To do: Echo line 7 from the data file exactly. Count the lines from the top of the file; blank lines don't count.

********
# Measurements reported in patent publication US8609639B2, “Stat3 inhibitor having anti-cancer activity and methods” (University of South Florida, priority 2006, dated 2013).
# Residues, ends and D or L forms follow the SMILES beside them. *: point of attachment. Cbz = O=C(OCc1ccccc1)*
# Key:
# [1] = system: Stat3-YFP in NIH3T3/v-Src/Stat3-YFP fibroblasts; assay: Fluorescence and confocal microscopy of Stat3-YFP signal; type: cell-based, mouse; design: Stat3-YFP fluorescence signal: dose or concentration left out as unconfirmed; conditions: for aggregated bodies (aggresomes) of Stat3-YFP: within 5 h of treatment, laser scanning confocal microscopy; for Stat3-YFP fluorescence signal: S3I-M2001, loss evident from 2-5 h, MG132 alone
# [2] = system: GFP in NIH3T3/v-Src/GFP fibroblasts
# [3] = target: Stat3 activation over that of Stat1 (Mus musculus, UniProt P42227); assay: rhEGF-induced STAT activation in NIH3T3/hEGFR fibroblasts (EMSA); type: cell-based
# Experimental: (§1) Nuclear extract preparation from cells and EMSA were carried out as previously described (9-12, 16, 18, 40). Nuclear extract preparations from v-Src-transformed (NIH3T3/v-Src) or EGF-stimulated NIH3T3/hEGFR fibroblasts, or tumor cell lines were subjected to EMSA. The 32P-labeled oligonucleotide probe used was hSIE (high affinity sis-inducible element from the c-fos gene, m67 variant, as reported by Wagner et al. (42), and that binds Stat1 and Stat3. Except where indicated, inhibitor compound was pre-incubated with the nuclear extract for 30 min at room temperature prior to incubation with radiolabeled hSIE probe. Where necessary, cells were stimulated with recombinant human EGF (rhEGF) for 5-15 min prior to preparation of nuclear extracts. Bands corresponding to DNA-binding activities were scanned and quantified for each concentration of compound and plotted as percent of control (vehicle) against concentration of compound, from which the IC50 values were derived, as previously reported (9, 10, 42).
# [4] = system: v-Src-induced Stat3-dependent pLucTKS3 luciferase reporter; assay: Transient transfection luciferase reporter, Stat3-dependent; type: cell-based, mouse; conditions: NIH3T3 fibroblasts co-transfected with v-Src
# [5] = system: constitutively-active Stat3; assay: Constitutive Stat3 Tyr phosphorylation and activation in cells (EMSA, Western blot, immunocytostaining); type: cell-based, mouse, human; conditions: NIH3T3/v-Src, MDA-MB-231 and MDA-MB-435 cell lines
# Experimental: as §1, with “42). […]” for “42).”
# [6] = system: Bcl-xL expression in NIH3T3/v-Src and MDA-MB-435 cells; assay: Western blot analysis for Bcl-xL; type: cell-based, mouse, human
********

# Experimental: (§1) Nuclear extract preparation from cells and EMSA were carried out as previously described (9-12, 16, 18, 40). Nuclear extract preparations from v-Src-transformed (NIH3T3/v-Src) or EGF-stimulated NIH3T3/hEGFR fibroblasts, or tumor cell lines were subjected to EMSA. The 32P-labeled oligonucleotide probe used was hSIE (high affinity sis-inducible element from the c-fos gene, m67 variant, as reported by Wagner et al. (42), and that binds Stat1 and Stat3. Except where indicated, inhibitor compound was pre-incubated with the nuclear extract for 30 min at room temperature prior to incubation with radiolabeled hSIE probe. Where necessary, cells were stimulated with recombinant human EGF (rhEGF) for 5-15 min prior to preparation of nuclear extracts. Bands corresponding to DNA-binding activities were scanned and quantified for each concentration of compound and plotted as percent of control (vehicle) against concentration of compound, from which the IC50 values were derived, as previously reported (9, 10, 42).